Bit the bullet and bought a stationary spin bike for my cross-training. I’m too lazy to got to the gym, but the basement is only a few steps away. And it has a TV.
People who walk on cross-country ski trails… you just made the list.
Karin gave me a Garmin Vivofit for Christmas. It’s one of those little wrist-mounted activity trackers. Being a Garmin, it fits in nicely with the fitness gadget ecosystem I have going already (running watch) and tracks my steps and sleep… or at least how much I move around when I sleep. It looks like it’s going to form the core of yet another step-up in my self-quantification efforts as we move into 2015. Turning everything I do into a number… does that make me more aware of what I do and thus healthier? Or does it just make me neurotic? We’re about to find out, I guess.
The Christmas money is spent. Gone. And then some. We collected bits and bites of cash here and there as parts of various gifts from parents and grandparents –thanks again, by the way– and after puzzling about how we could spend it in some meaningful way (and not just pay off the Christmas bill) we opted to do something we’ve been meaning to do for a few years now. Claire is finally old enough, so we strolled over to the local outdoorsy store and bought a family set of cross-country skis — poles, boots, bindings, and all. They should be assembled for pick up later this week! Let’s hope the weather cooperates for New Years!
My resolve has softened over the past year or so. It’s tough to explain why, but I feel it here and there and leaking through the corners of my mind, infiltrating and weakening whatever willpower and motivation has kept me strong in better days.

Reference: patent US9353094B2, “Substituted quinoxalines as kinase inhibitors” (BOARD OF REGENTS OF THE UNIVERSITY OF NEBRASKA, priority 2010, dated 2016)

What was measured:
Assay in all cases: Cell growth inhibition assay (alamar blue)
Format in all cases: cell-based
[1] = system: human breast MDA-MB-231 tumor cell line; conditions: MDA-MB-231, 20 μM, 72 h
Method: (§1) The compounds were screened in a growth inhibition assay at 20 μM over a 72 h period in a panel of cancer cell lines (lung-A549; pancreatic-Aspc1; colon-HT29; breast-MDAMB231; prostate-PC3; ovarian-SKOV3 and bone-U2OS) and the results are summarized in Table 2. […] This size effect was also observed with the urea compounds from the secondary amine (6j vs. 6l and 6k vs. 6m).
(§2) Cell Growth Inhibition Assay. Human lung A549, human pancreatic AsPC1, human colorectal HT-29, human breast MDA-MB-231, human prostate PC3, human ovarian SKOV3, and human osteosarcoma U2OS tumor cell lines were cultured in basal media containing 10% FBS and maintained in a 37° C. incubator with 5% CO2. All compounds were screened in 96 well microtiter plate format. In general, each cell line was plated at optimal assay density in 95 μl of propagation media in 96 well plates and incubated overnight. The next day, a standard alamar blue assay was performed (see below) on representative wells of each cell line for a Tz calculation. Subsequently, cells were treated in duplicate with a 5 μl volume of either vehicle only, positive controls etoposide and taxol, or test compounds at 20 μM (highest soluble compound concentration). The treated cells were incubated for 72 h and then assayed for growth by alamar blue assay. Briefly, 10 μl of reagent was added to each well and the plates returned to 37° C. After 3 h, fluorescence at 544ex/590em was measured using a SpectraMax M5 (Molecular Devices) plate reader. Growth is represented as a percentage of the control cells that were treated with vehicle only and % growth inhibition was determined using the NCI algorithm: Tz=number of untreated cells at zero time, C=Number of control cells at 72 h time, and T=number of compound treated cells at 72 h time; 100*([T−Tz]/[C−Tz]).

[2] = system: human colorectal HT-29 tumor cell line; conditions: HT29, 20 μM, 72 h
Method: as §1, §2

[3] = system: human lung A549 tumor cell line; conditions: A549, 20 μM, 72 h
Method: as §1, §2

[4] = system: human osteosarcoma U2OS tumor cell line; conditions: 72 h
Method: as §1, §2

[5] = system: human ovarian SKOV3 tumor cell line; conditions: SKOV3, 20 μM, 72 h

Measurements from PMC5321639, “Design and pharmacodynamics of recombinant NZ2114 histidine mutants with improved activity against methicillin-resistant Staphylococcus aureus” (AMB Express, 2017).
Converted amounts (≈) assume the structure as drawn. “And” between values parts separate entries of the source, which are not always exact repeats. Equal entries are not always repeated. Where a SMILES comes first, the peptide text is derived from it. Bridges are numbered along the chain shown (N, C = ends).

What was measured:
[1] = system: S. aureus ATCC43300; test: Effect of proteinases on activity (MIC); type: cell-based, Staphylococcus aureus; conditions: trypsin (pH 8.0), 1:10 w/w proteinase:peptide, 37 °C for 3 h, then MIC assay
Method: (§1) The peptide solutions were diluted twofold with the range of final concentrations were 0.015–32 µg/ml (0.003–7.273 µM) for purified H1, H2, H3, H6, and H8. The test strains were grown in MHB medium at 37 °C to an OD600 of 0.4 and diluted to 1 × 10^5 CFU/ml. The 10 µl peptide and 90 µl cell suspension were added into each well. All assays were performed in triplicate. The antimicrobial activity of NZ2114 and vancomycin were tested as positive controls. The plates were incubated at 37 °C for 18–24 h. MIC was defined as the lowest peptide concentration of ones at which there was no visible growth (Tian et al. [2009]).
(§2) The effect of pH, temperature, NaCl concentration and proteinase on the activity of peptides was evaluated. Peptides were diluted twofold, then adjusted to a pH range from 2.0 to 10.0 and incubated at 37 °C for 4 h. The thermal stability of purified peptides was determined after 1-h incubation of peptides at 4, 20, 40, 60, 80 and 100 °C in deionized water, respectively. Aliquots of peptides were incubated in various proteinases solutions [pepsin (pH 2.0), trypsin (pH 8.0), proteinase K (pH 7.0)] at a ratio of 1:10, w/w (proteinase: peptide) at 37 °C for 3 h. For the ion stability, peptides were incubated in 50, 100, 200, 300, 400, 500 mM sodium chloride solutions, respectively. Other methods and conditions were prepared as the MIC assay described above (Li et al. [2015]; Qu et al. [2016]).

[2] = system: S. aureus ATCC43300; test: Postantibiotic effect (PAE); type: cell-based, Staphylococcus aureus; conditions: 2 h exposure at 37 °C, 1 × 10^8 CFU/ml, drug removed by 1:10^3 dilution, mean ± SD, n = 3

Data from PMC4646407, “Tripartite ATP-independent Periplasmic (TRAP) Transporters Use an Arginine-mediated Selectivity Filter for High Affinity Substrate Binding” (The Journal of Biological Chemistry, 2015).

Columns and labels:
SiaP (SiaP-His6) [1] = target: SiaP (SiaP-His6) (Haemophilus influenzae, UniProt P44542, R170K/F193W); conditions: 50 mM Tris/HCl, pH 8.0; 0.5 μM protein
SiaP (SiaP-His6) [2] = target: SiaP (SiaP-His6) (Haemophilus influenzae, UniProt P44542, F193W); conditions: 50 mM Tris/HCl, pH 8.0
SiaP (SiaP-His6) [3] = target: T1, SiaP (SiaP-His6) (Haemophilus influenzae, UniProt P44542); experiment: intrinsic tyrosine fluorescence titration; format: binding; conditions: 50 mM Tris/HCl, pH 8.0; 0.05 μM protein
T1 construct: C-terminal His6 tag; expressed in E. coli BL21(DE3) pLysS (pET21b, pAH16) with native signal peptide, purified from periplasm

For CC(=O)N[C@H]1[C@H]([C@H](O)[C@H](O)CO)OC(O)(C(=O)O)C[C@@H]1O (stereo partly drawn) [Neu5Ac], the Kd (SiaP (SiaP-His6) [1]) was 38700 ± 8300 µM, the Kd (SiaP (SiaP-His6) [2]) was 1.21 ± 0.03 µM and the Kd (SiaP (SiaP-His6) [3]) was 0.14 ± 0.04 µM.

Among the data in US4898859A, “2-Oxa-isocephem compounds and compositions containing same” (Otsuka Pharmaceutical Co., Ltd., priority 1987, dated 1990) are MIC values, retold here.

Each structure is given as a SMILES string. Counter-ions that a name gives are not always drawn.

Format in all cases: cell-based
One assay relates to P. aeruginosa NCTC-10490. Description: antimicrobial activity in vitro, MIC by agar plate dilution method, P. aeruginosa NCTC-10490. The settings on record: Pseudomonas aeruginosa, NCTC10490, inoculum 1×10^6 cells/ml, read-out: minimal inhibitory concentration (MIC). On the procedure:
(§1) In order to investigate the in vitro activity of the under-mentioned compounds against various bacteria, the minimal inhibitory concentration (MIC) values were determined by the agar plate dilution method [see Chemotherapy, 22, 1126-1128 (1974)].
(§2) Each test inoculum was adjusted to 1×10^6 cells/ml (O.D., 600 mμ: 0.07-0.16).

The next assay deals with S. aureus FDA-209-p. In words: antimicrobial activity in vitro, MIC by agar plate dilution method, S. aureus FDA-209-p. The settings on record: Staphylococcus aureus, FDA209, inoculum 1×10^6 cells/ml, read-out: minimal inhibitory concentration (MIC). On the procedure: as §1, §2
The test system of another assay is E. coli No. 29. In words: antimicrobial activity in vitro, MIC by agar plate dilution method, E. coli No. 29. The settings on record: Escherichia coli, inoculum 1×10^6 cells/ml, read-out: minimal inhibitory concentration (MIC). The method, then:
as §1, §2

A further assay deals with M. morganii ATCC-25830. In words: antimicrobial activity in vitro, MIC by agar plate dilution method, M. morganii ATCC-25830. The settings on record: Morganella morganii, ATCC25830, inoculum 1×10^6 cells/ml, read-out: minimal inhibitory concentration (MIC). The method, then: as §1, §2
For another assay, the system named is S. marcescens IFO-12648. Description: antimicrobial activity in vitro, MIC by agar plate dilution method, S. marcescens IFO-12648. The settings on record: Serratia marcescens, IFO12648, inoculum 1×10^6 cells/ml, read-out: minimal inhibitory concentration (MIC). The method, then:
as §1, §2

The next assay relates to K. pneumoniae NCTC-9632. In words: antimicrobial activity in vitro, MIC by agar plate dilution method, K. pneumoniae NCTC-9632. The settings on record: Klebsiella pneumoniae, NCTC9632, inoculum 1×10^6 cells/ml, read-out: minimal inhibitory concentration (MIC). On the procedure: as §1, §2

It is. But it shouldn’t be.
As much as I hate to admit it, when I pursued some health-based goals a couple years ago I had given myself a number of small incentives. When I write it down it seems weak and petty, but it’s during those weak and petty moments –and we all have them and they are usually them moments we point to when we try to assign blame upon our fails– that we make small mistakes, take tiny missteps, bend the rules, break from the plan, and assert our inevitable failure with ready-baked excuses. Having an incentive to tilt the scale a little bit is how, in those weak and petty moments, we resist the second cookie, make ourselves run when the snow makes you want to cuddle up on the couch and watch Netflix instead, or make whatever choices are making us stronger and fight the inevitable entropy of life.
In 2012, back when I lost 40 pounds and got in awesome-sauce shape, I gave myself goals –yes– but I also gave myself reasons to reconsider. And, I will fully admit, some of those were silly material rewards that shone unflinchingly and steady against the uneven flicker of the distant intrinsic reward, unshaped and unformed in the far off and uncertain future.
Entropy has crept upon me. Not deeply. Not irreversibly. But measurably and in ways that I can point to in my day-to-day existence and assign blame upon individual choices.
So, despite my willful, mindful push to reverse that in recent months –which doesn’t seem to be working– I’ve decided to add incentive.